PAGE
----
Every year, hospitals and experts deem an extraordinary amount of hospital cases preventable–if the proper medication management had been in place. Medication management is a critical activity of daily living, and supervision is more important than some may think. Nearly 1/3 of elderly home healthcare patients have problems with their medication or are taking drugs not suited to their condition.
Due to the unstructured nature of in-home care, the potential for medication mismanagement is greater than that of other healthcare settings. The unique obstacles to communication that many aides face in an in-home work environment also add to the problem. Unless there is an organized system between workers, the chance for medication error is extremely high.
For many older adults, the ability to remain in their own homes is directly related to how well they can manage their medication. According to the American Medical Association, approximately 40% of seniors age 65 and over take at least 5 prescription drugs on a regular basis. This means that there is a lot to keep track of, and, for one person that may be too ill to manage their own medication, tracking medications is simply overwhelming.
There are a variety of reasons why someone may need assistance with their medication management. It is imperative that everyone involved recognize the signs of potential mediation mismanagement before it is too late.
When it comes to an individual minding their own medication, there are many more pitfalls than people realize. The largest users of prescription medication are older adults, yet they are also the most vulnerable to adverse reactions
The mismanagement of medication usually comes to light at a late juncture, when adverse medication reactions are already taking place. In fact, approximately 30% of hospital admissions with older adults are prescription-drug related, with more than 11% attributed to medication nonadherence and 10% to 17% related to adverse drug reactions (ADRs).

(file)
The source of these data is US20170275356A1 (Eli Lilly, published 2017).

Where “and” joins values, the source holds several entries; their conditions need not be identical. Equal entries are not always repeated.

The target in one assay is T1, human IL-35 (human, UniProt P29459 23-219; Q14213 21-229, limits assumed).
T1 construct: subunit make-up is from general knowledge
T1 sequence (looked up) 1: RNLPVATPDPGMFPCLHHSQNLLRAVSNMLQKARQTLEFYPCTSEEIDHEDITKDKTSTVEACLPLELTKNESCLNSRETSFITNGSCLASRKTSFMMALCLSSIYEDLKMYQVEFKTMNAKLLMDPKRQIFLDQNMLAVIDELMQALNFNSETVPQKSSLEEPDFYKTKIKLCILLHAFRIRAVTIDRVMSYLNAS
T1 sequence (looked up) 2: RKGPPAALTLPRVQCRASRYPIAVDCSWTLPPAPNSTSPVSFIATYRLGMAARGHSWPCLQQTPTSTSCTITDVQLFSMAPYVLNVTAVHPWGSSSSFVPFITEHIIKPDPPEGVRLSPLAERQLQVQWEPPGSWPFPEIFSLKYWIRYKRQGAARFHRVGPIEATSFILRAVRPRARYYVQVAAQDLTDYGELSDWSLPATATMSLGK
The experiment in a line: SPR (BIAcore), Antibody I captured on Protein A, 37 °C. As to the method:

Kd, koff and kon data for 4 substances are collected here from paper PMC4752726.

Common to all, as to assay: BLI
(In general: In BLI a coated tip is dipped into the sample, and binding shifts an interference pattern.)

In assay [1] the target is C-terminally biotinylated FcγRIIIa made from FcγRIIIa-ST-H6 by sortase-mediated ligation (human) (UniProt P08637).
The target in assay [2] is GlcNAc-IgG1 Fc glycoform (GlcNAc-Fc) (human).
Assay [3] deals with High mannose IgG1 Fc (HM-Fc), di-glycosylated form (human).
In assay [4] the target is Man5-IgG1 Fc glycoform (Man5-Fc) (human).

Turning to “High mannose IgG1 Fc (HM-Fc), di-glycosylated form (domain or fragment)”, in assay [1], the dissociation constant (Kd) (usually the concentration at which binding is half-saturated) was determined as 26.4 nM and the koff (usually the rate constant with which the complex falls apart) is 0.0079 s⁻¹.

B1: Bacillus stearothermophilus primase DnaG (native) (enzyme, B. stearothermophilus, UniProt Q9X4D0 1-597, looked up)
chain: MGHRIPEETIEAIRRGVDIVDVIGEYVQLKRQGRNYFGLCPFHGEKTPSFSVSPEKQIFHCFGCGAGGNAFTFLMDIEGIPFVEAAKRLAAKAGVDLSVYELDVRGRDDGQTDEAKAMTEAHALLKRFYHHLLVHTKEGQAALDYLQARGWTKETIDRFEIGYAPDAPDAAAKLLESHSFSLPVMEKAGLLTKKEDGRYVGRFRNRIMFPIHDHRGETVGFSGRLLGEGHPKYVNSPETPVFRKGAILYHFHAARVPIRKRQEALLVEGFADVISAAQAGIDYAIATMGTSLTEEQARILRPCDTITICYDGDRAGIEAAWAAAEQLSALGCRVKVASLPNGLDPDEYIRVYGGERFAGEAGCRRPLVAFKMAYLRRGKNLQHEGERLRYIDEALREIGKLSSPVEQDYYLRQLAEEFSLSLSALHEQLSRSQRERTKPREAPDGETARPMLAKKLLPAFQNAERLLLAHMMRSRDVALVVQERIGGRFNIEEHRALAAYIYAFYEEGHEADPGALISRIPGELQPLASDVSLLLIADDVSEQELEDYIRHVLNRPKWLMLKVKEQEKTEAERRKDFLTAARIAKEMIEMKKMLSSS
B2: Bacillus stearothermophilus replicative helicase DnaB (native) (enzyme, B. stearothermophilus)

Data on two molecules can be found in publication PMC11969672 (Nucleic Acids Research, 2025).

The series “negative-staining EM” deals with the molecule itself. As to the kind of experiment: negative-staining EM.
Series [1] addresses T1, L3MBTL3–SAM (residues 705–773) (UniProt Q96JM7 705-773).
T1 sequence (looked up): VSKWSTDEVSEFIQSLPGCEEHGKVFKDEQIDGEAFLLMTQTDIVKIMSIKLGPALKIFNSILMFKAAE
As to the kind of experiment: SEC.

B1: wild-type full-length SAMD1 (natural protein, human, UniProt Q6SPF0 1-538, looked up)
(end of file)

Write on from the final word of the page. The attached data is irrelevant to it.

It is at this point that friends and family members often realize the need for a separate individual whose sole responsibility is to keep track of the complex patterns of a person’s daily medication regimen.
In addition, adults discharged from the hospital on more than 5 prescription medications are much more likely to be admitted to the ER and hospitalized within 6 months after discharge. Most of the failure pertains to the reality that several doctors may be involved with the patient, and they may have little to no communication with each other.
A variety of comorbidities usually requires a slew of drugs that may be almost impossible to follow without a dedicated individual assigned to keep track and administer the medication properly.
Changes in the biological makeup of an individual may also lead to an adverse reaction to their drugs. Although someone could be using a substance for years, they may suddenly develop a severe reaction. At this point, a doctor may recommend a lower dosage of the medication or to stop the dosage completely.
Potential for Misuse
Adverse effects are not the only reason why a person may need guidance with their medication management. When left to their own devices, some people simply cannot keep track of the dosages or schedules for their drugs. This is often the first sign of an individual needing more constant care within their home, as medication management is vital to their healthcare.
There are many reasons why a person may misuse their medication, and in the elderly, it is often one of the following:
Memory: An individual is suffering from a form of dementia and simply does not have the capacity to manage their medications in an effective sense. Even if an older adult does not have diagnosed dementia, memory problems are common as individuals age, and even normal memory problem can contribute to accidental drug misuse.
Mislabel: Medications may be mixed up, disorganized, or mislabeled. Pills may be placed in other bottles.
Mistake: One pill may look like another for the individual in need. If left on their own, they may be taking the wrong pill, if not otherwise advised. Problems with vision also contribute to this issue.
Double Dose: Many people with memory disorders often overdose because they have forgotten they already took their medication for the day. This is an important reason to consider medication mismanagement.
The misuse of medication is a huge problem when it comes to in-home care. A professional does not need to provide medical services to ensure an individual is taking their medications properly, which means that an aide can be a valuable resource.
Regardless of whether an individual wants to be guided on their medication management, there comes a point in time when they can no longer be trusted to handle such a responsibility. This type of realization may cause shame, and there may be a backlash when people feel like they no longer have control over these essential tasks of daily life.